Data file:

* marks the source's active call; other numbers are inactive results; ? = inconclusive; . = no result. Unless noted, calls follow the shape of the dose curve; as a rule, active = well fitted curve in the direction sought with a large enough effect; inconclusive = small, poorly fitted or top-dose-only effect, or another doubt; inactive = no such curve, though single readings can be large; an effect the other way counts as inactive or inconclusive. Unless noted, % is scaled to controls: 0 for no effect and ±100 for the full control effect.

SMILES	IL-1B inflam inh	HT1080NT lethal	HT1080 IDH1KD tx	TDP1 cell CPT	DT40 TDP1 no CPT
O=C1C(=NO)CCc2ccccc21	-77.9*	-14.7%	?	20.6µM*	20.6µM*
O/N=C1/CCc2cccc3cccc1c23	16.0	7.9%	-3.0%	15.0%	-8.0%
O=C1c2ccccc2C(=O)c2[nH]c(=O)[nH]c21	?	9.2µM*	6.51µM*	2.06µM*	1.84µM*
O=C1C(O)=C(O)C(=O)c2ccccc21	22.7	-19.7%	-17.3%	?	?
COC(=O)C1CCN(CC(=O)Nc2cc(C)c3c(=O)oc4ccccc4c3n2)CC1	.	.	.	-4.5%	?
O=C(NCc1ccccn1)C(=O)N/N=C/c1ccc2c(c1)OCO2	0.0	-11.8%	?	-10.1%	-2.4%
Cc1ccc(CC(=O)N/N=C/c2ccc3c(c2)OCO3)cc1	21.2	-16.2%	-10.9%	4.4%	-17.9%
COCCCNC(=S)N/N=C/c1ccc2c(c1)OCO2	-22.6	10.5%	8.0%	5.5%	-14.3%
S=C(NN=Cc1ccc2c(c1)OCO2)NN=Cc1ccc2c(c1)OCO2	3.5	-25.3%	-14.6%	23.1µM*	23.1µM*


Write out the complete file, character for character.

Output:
* marks the source's active call; other numbers are inactive results; ? = inconclusive; . = no result. Unless noted, calls follow the shape of the dose curve; as a rule, active = well fitted curve in the direction sought with a large enough effect; inconclusive = small, poorly fitted or top-dose-only effect, or another doubt; inactive = no such curve, though single readings can be large; an effect the other way counts as inactive or inconclusive. Unless noted, % is scaled to controls: 0 for no effect and ±100 for the full control effect.

SMILES	IL-1B inflam inh	HT1080NT lethal	HT1080 IDH1KD tx	TDP1 cell CPT	DT40 TDP1 no CPT
O=C1C(=NO)CCc2ccccc21	-77.9*	-14.7%	?	20.6µM*	20.6µM*
O/N=C1/CCc2cccc3cccc1c23	16.0	7.9%	-3.0%	15.0%	-8.0%
O=C1c2ccccc2C(=O)c2[nH]c(=O)[nH]c21	?	9.2µM*	6.51µM*	2.06µM*	1.84µM*
O=C1C(O)=C(O)C(=O)c2ccccc21	22.7	-19.7%	-17.3%	?	?
COC(=O)C1CCN(CC(=O)Nc2cc(C)c3c(=O)oc4ccccc4c3n2)CC1	.	.	.	-4.5%	?
O=C(NCc1ccccn1)C(=O)N/N=C/c1ccc2c(c1)OCO2	0.0	-11.8%	?	-10.1%	-2.4%
Cc1ccc(CC(=O)N/N=C/c2ccc3c(c2)OCO3)cc1	21.2	-16.2%	-10.9%	4.4%	-17.9%
COCCCNC(=S)N/N=C/c1ccc2c(c1)OCO2	-22.6	10.5%	8.0%	5.5%	-14.3%
S=C(NN=Cc1ccc2c(c1)OCO2)NN=Cc1ccc2c(c1)OCO2	3.5	-25.3%	-14.6%	23.1µM*	23.1µM*